By ERIC P. ROBINSON / European countries have long had different notions of privacy than we do in the United States, where privacy has weaker protection than free speech. But several recent developments are leading European privacy norms to have impact in the United States.
The 9th U.S. Circuit Court of Appeals in California isn’t crazy over Universal Music’s attempts to take down a YouTube video featuring a toddler dancing to the song “Let’s Go Crazy” by Prince. In a September ruling, it agreed with a district judge who had held copyright owners must consider fair use before issuing takedown…
BY ERIC P. ROBINSON / In a case that offers a reminder that material found online cannot simply be reused without regard to copyright considerations, a federal jury in Manhattan awarded a photographer $1.2 million in November against a news agency that, without the photographer’s permission, distributed photos he had posted to Twitter. American copyright law provides that a creative work is protected by copyright the moment it is created, and is owned by either its creator or, if the item created was a “work for hire,” the creator’s employer. This copyright protection persists even if the creator makes the work available on the Internet, and even if it can be easily downloaded and copied. Downloading, copying and reusing a work found on the Internet without the owner’s permission is infringement, unless the copying or reuse is covered by the “fair use” principle extended to uses such as news and education, as long as the use is not overly extensive and does not substantially harm the potential commercial market for the work.
BY ERIC P. ROBINSON / The Fourth Circuit Court of Appeals has held that “liking” something on Facebook is speech protected by the First Amendment, reversing a lower court opinion dismissing a suit brought by former employees of a sheriff’s office who lost their job after they “liked” the Facebook page of opponent of their boss in his re-election bid.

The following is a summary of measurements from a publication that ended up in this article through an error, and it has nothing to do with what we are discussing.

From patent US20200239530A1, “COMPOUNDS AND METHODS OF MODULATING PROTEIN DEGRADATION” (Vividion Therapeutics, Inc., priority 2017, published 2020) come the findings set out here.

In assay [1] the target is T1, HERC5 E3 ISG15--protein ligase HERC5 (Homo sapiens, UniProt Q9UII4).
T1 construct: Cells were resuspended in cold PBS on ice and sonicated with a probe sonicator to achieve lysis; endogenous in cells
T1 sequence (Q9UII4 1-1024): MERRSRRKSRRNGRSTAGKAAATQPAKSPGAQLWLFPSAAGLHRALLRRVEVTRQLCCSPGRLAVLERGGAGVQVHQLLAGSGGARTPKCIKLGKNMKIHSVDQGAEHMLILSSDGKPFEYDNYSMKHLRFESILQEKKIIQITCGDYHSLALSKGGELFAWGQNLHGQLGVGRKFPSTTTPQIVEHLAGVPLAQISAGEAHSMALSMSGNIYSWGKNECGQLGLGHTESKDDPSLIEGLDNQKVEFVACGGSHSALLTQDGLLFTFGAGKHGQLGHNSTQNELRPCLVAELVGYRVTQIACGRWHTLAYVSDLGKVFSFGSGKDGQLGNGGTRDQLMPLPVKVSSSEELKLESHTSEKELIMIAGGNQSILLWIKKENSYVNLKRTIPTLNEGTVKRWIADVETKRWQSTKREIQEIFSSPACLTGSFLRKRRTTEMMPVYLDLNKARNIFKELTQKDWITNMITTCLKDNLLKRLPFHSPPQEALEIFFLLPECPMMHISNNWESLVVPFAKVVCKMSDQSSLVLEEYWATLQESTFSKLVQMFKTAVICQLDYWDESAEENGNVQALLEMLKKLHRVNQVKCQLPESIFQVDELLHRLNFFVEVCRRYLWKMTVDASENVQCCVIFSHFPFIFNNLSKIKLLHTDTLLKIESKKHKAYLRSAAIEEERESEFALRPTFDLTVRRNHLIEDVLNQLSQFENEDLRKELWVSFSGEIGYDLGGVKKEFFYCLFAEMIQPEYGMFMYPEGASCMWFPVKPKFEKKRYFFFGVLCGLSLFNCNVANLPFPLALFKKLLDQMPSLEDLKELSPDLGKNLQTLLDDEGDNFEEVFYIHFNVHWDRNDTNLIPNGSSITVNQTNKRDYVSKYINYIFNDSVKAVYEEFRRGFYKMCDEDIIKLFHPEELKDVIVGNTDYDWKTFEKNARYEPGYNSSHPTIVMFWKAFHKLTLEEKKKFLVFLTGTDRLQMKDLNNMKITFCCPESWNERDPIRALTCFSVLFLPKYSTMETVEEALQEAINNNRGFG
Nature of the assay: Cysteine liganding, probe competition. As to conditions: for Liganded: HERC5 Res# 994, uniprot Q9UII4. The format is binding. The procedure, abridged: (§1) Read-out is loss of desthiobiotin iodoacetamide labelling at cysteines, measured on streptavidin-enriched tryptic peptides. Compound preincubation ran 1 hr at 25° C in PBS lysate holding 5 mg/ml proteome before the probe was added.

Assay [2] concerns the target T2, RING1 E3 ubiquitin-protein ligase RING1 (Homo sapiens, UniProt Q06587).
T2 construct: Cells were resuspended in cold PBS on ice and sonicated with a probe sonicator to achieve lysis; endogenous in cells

In mid-January, the Iowa Supreme Court decided to maintain the distinction in Iowa state law between “media” and “non-media” defendants in defamation cases, with the latter easier to sue for some types of libel. In Bierman v. Weier, the court said the distinction is “a well-established component of Iowa’s defamation law.” The decision raises the question of whether bloggers would get the greater protection of media companies or the lesser protection of non-media defendants.
While almost all state trial courts allow some level of still and video camera coverage of court proceedings, the rules on usage of modern communications devices and techniques – blogging, tweeting, texting and emailing using cellphones, tablets and other devices – are a wild patchwork of policies which vary from state to state, courthouse to courthouse, and often even courtroom to courtroom. An example of this is in two wildly diverging policies adopted in late 2012 in Kansas and Illinois’ Cook County.
The Arkansas Supreme Court has reversed a murder conviction — and death sentence — in a case where one juror tweeted during trial and another fell asleep. Both of these problems, the court said, constituted juror misconduct requiring reversal and a new trial. Erickson Dimas-Martinez v. State, 2011 Ark. 515 (Dec. 8, 2011).
While the court said the dozing juror alone required reversal of the conviction and sentence, the court added that the second juror’s tweets also required a reversal.